How Shopping at Thrift Stores Saves Water – YWF’s Water-Saving Tips of the Week

jeans better

Infographic from Your Water Footprint

History in Your Jeans

One way or another your jeans came from the Indus Valley in Pakistan and northeast India. The Indus is a huge valley and river system that drains part of the Himalayan Mountains and is the birthplace of cotton. River and groundwater are used to irrigate rows of cotton plants.

The jeans you’re wearing contain about 800 grams (28 ounces) of cotton, and it took a whopping  15,000 liters (3,960 gallons) of water to grow that much cotton in this dry part of the world. Most of the water evaporated or was used by the cotton plants, and some ended up as wastewater or gray water. That raw cotton was shipped to an urban center or to another country such as Bangladesh, the biggest exporter of textiles. In the factory the raw cotton is washed, dyed and then washed again.

If you think about it, putting on our clothing is like wearing some of the water, soil and sun of faraway places such as the Indus Valley in Pakistan, and the labor of the hard-working hands in the cotton mills of Dhaka, Bangladesh.

How to save thousands of litres (gallons) of water

  • Shop at Thrift Stores  -save  2,900 liters (766 gallons) by just buying a previously-loved T-shirt!
  • Shop Organic – cotton grown without the use of insecticides and chemical fertilizers, and thus it has a smaller water footprint because it produces little water pollution.
  • Buy Local – U.S. cotton has a water footprint of 8,100 liters (2,140 gallons) per kilogram, much less than other countries

Your Water Footprint

Winner, Best Science Book in Canada; First Place NYC Green Book Festival

We don’t realize our societies run on water not oil. There is no electricity or gasoline without water. Nothing can be manufactured without water.  The critically-acclaimed book Your Water Footprint (YWF), uses info graphics to reveal the enormous quantities of water that are used to make the clothes we wear, the electronic devices we use and the food we eat.

On average our daily water footprint amounts to 8,000 litres (2100 gal). This is the net amount, water that can’t be reused.

Water-wise choices is all about smart substitutions and changes in habits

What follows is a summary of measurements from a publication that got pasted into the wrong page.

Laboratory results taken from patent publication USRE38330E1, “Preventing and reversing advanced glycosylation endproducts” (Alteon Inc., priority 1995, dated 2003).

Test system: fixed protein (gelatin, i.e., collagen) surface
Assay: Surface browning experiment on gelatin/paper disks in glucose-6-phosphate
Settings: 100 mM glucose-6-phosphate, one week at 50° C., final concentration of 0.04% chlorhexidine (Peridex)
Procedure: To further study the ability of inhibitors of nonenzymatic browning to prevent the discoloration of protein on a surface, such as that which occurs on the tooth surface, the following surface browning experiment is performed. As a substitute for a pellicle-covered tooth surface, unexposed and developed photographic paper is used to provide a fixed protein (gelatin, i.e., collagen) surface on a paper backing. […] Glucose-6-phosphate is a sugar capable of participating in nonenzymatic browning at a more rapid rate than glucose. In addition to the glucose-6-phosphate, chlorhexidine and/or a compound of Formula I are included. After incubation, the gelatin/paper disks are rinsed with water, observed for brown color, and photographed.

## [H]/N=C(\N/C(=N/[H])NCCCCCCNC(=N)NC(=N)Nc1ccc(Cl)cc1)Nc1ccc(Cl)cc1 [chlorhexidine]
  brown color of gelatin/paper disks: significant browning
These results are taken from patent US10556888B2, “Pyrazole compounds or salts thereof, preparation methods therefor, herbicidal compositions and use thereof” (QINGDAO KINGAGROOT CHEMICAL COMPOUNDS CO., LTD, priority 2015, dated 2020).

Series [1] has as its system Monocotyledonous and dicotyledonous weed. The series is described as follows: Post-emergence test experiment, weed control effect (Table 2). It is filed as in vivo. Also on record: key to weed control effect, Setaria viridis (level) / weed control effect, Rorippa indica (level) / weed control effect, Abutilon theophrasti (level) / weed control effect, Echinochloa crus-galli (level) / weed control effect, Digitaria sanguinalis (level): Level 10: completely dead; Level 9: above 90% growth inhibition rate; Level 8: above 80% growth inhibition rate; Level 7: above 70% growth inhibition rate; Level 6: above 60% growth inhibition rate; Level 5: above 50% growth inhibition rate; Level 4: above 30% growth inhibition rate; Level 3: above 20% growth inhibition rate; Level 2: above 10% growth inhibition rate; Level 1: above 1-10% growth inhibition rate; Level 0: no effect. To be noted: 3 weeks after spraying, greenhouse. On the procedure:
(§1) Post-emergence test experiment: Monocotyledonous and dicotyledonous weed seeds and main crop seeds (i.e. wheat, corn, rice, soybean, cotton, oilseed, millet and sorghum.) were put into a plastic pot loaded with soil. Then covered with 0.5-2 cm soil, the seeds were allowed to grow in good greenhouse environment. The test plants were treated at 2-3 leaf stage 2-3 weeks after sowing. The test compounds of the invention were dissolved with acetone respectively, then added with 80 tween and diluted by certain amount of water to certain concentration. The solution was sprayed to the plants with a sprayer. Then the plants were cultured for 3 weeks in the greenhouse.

Your Water Footprint:  The Shocking Facts About How Much Water We Use To Make Everyday Product

 160 Pages, 125 Unique Infographics, only $19.95 Paperback   Order today

 (Now available on Kindle)

8 Shocking Facts About Water Consumption

Average water footprint of a regular sized bottle of cola
Average water footprint of a regular sized bottle of cola

By Anastasia Pantsios for EcoWatch

Water is a finite resource. And its preciousness has been driven home by water wars in California, where record drought has agricultural users, fracking interests and home consumers vying for the same supply; in the southwest where the water levels in the rivers, aquifers and reservoirs that provide waters to major communities like Phoenix and Las Vegas are dropping; and in the battles being fought over withdrawing water from the Great Lakes. Reducing our water footprint is essential to conserving this life-giving substance.

We actually have two water footprints: direct and indirect. Many of us are familiar with direct water-use footprint, and mat already be taking steps to reduce it: taking shorter showers, not letting the water run while we’re brushing our teeth, doing fewer loads of laundry, flushing the toilet less often or even installing low-flush toilets.

We probably don’t think of our indirect water footprint often if at all, which involved the water used to make the products and services we use. Author Stephen Leahy, an Ontario-based environmental journalist, wrote about some of them in his book Your Water Footprint published earlier this year.

“A ‘water footprint’ is the amount of fresh water used to produce the goods and services we consume, including growing, harvesting, packaging and shipping,” he says. “From the foods we eat to the clothes we wear to the books we read and the music we listen to, all of it costs more than what we pay at the checkout.”

Here are some things you can do to reduce your indirect water footprint.